4. Janet Dubac

    Wonderful post! Indeed, one of the most important principles of parenting is consistency. By saying what we mean and meaning everything that we say, we are helping our children to become responsible adults.

  5. Amanda

    Thanks for this post. That is how I was raised, and how I parent too. I will admit to bending a bit since I'm 30 weeks pregnant and having a hard time getting around, but mostly, my kids know that my no is no and my yes is yes.

  6. Jenny

    I might have to print this out and nail it to a wall in every room in the house.

  7. Christine

    I try to do this, but some of your tips helped me realize new ways to do so. I copied-and-pasted parts of this, and e-mailed them to my husband so we can discuss them tomorrow. Thanks for this post!

  8. Cynthia

    Hi Kendra! I am a new follower of your blog and have to tell you how much I loved this post. So helpful with where I'm at as a mother of three little ones. Thank you for the great advice!

  9. Steph

    This is actually exactly what I've been trying to do with my toddler. The problem I'm having is coming up with appropriate consequences for disobedience. Sometimes it's easy ("you rip that book again and I'll take it away"), but for something like getting into a cupboard that he's not supposed to be in I don't know what to do. He still seems a bit young for time out, and I don't like the idea of corporal punishment at this age. Any suggestions?

    • Kendra Tierney

      Well, I've got a 21 month old, so I'm guessing we're in the same boat here. For my son, I do a combination of time outs and corporal punishment. Sometime between 12 and 18 months, my kids seem to be able to understand the concept of a time out. More often than not, they require constant supervision to remember to STAY in the time out, but still it can be effective.

      You can also have a pack and play set up in the living area if you don't want to worry about him staying in a sitting position. I don't use pack and plays for playing, but they make great baby jails.

      I understand that many people have a very natural reluctance to use corporal punishment, and I think that toddlers can be effectively disciplined without it. BUT it is going to take MORE time and effort on your part.

      Toddlers need immediate consequences. So if my son pulls away from me in a parking lot and runs off, he needs to be punished right then. So my choices are, go back to the car and sit there having a time out, or give him a spanking on the hand. Both are effective. One is a huge inconvenience for my family, the other is not.

      I have never experienced ANY emotional or behavioral issues in my children related to hand (for small infractions) or bottom (for large ones) spankings. I spank only when my own emotions are under control, and I have found that it's often a much LESS stressful punishment for all involved. Especially if you have a child who will escalate the situation by refusing to sit in a time out. A hand spanking is quick and done and the child doesn't have the option to make things worse.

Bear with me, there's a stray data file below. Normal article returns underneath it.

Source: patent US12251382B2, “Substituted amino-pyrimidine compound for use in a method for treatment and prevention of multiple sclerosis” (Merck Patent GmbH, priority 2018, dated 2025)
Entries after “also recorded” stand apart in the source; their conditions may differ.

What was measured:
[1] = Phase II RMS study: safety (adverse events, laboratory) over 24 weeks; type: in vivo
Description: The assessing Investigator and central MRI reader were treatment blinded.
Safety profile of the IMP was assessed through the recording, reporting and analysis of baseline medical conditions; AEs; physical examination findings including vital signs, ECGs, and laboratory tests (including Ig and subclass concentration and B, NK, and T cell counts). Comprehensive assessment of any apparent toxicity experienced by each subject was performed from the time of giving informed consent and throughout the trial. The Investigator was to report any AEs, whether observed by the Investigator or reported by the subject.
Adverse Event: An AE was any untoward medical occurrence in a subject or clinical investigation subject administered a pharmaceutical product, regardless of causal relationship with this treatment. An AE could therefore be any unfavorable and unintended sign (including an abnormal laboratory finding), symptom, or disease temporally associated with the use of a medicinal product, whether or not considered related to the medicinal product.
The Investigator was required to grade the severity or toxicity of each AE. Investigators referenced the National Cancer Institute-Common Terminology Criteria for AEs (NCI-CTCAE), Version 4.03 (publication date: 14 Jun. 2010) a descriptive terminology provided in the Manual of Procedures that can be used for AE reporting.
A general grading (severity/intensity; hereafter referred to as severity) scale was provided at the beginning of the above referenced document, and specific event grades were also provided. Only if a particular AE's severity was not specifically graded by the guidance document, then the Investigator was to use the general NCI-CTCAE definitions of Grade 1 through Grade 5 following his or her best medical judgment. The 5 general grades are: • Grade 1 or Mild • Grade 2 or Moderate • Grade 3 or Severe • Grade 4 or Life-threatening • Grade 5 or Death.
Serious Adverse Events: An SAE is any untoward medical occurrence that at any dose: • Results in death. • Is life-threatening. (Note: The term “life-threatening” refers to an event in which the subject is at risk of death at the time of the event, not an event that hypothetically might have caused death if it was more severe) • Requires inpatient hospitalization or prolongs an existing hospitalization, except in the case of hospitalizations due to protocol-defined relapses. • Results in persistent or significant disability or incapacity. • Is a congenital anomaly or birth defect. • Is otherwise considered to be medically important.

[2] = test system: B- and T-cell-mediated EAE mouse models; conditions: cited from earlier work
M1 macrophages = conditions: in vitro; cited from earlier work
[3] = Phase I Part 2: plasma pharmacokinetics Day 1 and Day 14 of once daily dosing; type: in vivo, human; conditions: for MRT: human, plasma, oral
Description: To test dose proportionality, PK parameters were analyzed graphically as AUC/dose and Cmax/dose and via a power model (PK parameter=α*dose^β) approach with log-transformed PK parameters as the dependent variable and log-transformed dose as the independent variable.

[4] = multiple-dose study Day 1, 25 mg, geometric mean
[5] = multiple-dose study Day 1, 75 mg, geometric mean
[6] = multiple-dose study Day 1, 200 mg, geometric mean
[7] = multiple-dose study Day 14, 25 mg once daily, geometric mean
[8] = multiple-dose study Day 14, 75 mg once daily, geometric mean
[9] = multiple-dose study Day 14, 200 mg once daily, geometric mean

When my son gets a hand spanking, he immediately turns right back to me (the person who gave it to him!) for comfort. So I hug him and he feels better and off he goes.

      It's often a much bigger ordeal if I have to stand watch over him in a time out.

      But again, it's personal preference, and I think either can work well. Good luck!

    • Steph

      Thank you. Yes, there's definitely a lot to think about. I think my little guy would probably catch on to the concept of a time-out pretty quickly. I guess what's been holding me back is that I'm almost certain that he would need constant supervision, which just sounds tiring. Anyway, I will think about it because it's pretty clearly time to do something. I've noticed that the behaviors that I do have effective consequences for are much less of a problem than the ones that I don't. My son is 21 months as well 🙂

  10. Suzette

    I want to say that I have been looking for a blog to help me in making choices and raising my kiddos. Auntie Leila of LMLD is so wonderful and I really put you up on level with her. Thank you so much for blogging. You are helping this naive young momma make more sense of life with babies and toddlers.

  11. Jennifer S.

    So glad I have discovered your blog. This was a good reminder for me, plus hearing how these concepts actually work in the real world for someone else is really helpful for me.

  12. Catie

    Great reminders for me, Kendra. My problem, I think, is that I say too much. I need to learn to pick my battles. I feel like I am constantly giving orders.

  13. Jessica